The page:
Question: What do Bill Clinton, state-of-the-art call centers, and NASA all have in common?
Answer: They all understand the importance of language and personality.
NASA recognized more than three decades ago the value of personality and used a linguistics-based model called the Process Communications Model to vet astronaut candidates and build successful teams.
“Bill Clinton studied this same model during his first presidential campaign in order to connect with voters, with phenomenally successful results,” says Mattersight CMO Jason Wesbecher. In fact, Clinton used it to connect with the woman to whom he famously replied: I feel your pain.
And now some call centers are doing language analysis and personality profiling to deliver a better customer experience.
“The call center is a microcosm of the world, with each phone call serving as a miniature relationship,” Wesbecher wrote in a recent TMCnet blog. “Except that in most cases, personality pairing is left to chance, not choice. Essentially, everyone’s stuck in a forced marriage. If they’re a mismatch, the two people on the call probably have a rocky conversation ahead of them. And with four primary personality types at play in a given call center, the odds of being a good match are not in their favor.”
Mattersight aims to address that by tuning in to grammar, tempos, tones, and syntax to provide context about conversations and identify the personality types of the speakers. The company, which has 10 million language and behavioral algorithms, acquired an exclusive license to the language-based behavior model that was developed in conjunction with NASA.
It enables customers who value facts and data, for example, to be paired with agents who are inclined to offer such information.
“Those who tend to need a little emotional support route to agents who are great at providing that,” says Wesbecher. “The old forced marriages are being pushed aside in favor of well-thought-out pairings, and every metric that stems from those pairings feels the love.”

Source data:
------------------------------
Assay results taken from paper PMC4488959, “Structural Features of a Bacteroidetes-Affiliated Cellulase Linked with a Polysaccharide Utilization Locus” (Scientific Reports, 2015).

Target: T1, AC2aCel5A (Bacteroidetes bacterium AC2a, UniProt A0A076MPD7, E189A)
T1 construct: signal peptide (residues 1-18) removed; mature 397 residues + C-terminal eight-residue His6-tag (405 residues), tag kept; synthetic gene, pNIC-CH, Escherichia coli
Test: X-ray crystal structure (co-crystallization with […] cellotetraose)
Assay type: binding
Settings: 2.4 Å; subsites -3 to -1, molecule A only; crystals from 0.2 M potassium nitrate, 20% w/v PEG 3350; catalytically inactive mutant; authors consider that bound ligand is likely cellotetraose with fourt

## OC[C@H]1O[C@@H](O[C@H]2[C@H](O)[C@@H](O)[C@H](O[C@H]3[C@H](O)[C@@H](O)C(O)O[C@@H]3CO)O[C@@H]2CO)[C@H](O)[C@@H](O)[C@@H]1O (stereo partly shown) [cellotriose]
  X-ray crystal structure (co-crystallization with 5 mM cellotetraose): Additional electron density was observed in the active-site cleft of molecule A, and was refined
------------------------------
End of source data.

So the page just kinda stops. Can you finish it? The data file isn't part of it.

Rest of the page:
As discussed in the December issue of CUSTOMER magazine, Interactive Intelligence (News - Alert) is another company with new applications that match customers with agents based on their personalities.
The company’s PureMatch solution leverages agent attributes from personality profiles and collected caller criteria to dynamically match a customer with the best agent, Jason Alley, senior solutions marketing manager for Interactive Intelligence, explained in an interview with CUSTOMER late last year. This is done without the caller playing an active role in the matching process. The second application puts the power of selection in the callers’ hands by presenting them with information about agents such as personal characteristics and interests, service ratings, and wait time. It then enables callers to pick the agent they think is best.
“Our customer selection application lets callers shop for a service experience just like they would shop for a product online,” said Alley. “The caller in this case can decide what’s most important to them.”
Meanwhile, Nexidia (News - Alert) offers a solution that enables organizations to capture and analyze vocal cues to more effectively understand what’s happening in conversations with customers so they can both improve the customer experience and meet their other goals.
For example, explains Nexidia CSO Ryan Pellet, one large wireless service provider leverages such technology to understand when a conversation is “going South,” so it can take steps to get things moving in the right direction. It put sentiment on all calls coming in to its contact center and outfits supervisors with iPads with an application that shows the sentiment on the calls of all agents. If a call gets into trouble, supervisors then have the information to see that, can offer coaching, transfer the call to another agent, or take over call themselves.
Nexidia in June of 2014 unveiled version 11 of its Interaction Analytics solution, which features a trademarked technology called Neural Phonetic Speech Analytics that leverages large vocabulary continuous speech recognition and phonetic indexing. It produces word-level transcription, a phonetic index, and sentiment scores. The company has built-in machine learning to find when there is good or bad sentiment, by analyzing such factors as whether a person is talking loud, fast, and/or is laughing; if people are interrupting each other; and by looking at the context of the words being said.
Edited by Dominick Sorrentino